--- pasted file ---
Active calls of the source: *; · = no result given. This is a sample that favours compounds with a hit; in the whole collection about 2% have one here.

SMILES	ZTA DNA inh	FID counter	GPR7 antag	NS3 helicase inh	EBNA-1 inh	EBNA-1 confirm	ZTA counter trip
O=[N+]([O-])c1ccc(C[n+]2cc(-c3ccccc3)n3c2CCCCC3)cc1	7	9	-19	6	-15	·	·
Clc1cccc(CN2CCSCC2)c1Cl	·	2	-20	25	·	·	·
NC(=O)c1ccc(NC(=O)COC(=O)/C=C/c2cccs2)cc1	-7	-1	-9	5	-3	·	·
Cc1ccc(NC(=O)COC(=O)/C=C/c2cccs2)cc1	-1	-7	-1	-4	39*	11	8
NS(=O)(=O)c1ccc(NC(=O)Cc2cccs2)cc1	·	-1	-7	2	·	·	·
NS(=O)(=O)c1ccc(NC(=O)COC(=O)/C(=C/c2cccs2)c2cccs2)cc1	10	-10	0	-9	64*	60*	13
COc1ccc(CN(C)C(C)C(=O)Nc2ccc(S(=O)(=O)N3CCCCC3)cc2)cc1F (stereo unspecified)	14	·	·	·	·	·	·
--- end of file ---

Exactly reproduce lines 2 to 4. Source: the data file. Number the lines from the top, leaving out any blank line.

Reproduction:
SMILES	ZTA DNA inh	FID counter	GPR7 antag	NS3 helicase inh	EBNA-1 inh	EBNA-1 confirm	ZTA counter trip
O=[N+]([O-])c1ccc(C[n+]2cc(-c3ccccc3)n3c2CCCCC3)cc1	7	9	-19	6	-15	·	·
Clc1cccc(CN2CCSCC2)c1Cl	·	2	-20	25	·	·	·